Teachers can do
By RENE’ DAY / Community Columnist
There is an old adage regarding education that goes something like “those who can, do; those who can’t, teach.” But, as a former teacher and administrator, I strongly disagree.
In fact, in the world of Career and Technical Education, teachers can and have done amazing things in industry before entering a classroom. That is what gives them the necessary background experience needed to prepare students for the future.
This week, I want to introduce you to someone who brings a wealth of energy and expertise into his classroom at Shelby County Schools’ College and Career Center. He is literally helping kids build their futures. (By the way, a word to the wise, don’t ever mention that “those who can’t, teach” thing to a teacher. Not a popular thing to say.)
Van White has not always been a high school educator. However, his tenure as the Construction Technology teacher is just the latest chapter in the pursuit of his passion for woodworking, carpentry, historic preservation and building.
He feels it is the most important chapter, too, because he is getting to pass this passion on to those who enroll in his program. He also finds that, in teaching his technical skills to students, he has developed a passion for making a difference in their lives. Not a bad day’s work for anyone.
So, what journey prepared Mr. White for today? What proves that he has a “can-do” spirit? How about years of work in preserving antique buildings in Alabama, Mississippi and Florida?
He explains, “As owner of my business, A Southern Restoration Company, I honed skills I first learned from my grandfather – my father’s father.”
Years before HGTV and today’s emphasis on reuse, repurpose and sustainability, Van saved historic buildings for future use and enjoyment. If you want to see some of Van’s work yourself, visit the site of Alabama’s first permanent capital in Dallas County.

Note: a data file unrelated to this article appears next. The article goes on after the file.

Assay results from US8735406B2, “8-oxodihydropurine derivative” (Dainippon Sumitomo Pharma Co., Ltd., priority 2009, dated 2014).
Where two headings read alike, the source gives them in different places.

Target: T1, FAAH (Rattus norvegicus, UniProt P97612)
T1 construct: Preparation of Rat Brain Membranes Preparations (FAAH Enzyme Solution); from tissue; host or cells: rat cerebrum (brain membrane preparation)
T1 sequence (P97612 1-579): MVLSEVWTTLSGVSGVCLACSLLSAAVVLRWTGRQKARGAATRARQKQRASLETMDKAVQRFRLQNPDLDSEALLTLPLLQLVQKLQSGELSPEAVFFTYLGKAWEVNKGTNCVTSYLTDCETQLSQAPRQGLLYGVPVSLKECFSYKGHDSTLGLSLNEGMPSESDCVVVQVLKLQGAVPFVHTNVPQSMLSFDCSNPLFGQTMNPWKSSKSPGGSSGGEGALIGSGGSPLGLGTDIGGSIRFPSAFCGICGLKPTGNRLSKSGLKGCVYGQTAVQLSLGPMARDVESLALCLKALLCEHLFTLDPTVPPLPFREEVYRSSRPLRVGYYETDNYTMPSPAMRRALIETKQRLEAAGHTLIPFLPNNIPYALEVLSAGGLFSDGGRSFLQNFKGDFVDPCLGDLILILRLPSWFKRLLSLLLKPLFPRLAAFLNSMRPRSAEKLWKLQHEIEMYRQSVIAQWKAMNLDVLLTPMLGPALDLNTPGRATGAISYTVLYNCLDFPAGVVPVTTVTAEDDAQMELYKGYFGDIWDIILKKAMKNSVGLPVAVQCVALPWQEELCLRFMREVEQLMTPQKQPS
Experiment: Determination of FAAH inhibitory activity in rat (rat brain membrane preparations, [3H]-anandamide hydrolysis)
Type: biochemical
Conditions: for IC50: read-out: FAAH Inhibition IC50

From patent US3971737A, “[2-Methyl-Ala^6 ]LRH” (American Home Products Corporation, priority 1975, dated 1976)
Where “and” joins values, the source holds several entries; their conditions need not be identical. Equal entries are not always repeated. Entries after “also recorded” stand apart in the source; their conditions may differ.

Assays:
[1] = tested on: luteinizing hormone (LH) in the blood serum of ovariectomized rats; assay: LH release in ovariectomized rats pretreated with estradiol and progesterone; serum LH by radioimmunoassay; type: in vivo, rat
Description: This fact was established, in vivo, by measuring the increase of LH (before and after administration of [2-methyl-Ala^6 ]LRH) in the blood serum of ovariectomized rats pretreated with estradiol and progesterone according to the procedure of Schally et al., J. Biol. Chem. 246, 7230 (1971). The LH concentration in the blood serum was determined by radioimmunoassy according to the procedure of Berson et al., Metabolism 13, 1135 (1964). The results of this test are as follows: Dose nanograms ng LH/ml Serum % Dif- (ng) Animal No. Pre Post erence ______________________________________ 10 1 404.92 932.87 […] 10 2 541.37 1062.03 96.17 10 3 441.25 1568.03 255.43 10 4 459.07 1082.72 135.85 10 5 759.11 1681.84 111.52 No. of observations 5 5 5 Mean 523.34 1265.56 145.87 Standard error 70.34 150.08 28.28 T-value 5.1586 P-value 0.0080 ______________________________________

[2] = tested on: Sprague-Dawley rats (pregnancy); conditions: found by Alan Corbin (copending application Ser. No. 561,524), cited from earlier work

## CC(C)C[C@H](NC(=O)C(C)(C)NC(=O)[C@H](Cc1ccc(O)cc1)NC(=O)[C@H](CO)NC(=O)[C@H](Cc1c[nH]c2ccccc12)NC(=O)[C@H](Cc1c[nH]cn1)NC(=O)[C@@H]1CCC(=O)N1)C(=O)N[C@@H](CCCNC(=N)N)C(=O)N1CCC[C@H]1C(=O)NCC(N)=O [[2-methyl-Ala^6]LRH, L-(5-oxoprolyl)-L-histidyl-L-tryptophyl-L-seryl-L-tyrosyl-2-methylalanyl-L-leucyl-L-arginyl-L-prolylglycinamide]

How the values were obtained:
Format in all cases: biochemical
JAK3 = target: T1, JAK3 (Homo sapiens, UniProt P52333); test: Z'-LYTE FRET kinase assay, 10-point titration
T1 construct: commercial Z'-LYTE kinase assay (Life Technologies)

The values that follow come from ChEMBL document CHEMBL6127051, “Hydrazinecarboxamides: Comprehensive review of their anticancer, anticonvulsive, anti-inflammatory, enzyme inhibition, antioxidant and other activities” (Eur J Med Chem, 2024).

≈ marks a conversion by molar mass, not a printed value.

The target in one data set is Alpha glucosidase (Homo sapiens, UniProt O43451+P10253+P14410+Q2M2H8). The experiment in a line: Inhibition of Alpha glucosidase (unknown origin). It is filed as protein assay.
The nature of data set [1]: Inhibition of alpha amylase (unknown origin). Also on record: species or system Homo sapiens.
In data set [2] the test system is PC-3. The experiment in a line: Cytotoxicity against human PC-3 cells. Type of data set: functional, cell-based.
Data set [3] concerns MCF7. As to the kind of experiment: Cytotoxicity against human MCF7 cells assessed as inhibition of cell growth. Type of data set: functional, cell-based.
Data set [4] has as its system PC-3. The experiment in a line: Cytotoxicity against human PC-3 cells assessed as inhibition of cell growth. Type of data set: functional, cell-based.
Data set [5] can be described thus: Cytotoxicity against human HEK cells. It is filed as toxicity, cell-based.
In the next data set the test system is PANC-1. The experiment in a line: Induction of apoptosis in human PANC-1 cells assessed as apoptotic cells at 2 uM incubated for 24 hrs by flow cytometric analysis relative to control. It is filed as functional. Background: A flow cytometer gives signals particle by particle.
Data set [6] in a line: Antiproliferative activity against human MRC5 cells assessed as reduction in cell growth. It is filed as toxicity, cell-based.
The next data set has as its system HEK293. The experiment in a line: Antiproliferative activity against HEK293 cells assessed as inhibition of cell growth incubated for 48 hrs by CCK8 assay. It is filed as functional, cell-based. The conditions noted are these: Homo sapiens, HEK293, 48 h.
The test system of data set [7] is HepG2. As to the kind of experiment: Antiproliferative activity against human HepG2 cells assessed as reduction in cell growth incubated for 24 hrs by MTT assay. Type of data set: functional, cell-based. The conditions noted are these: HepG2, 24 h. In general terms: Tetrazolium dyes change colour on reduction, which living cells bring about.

From 2006-2008, Mr. White collaborated with the famed Rural Studio at Auburn University to dismantle, move, restore and reassemble St. Luke’s Episcopal Church on its original site at Old Cahawba Historical Park.
The church, originally built at Cahawba in 1854, was moved to Martin’s Station in 1878. It had fallen into disrepair and was in danger of collapse and ruin before their intervention.
Van also worked extensively with other county historical societies to save pieces of architectural art using skills in carpentry, plastering and wood carving that have all but become lost in today’s automated society. As one of the first members of Alabama’s Trust for Historic Preservation, he proved to be a strong asset in saving history around the state.
In fact, as a result of these efforts and because of his skills attainment, he has been named a Master Carpenter by the state of Alabama.
So, after all of this achievement, what did this Master Carpenter do? He chose to enter the Construction Technology classroom. And now, Van White teaches others to do what he can.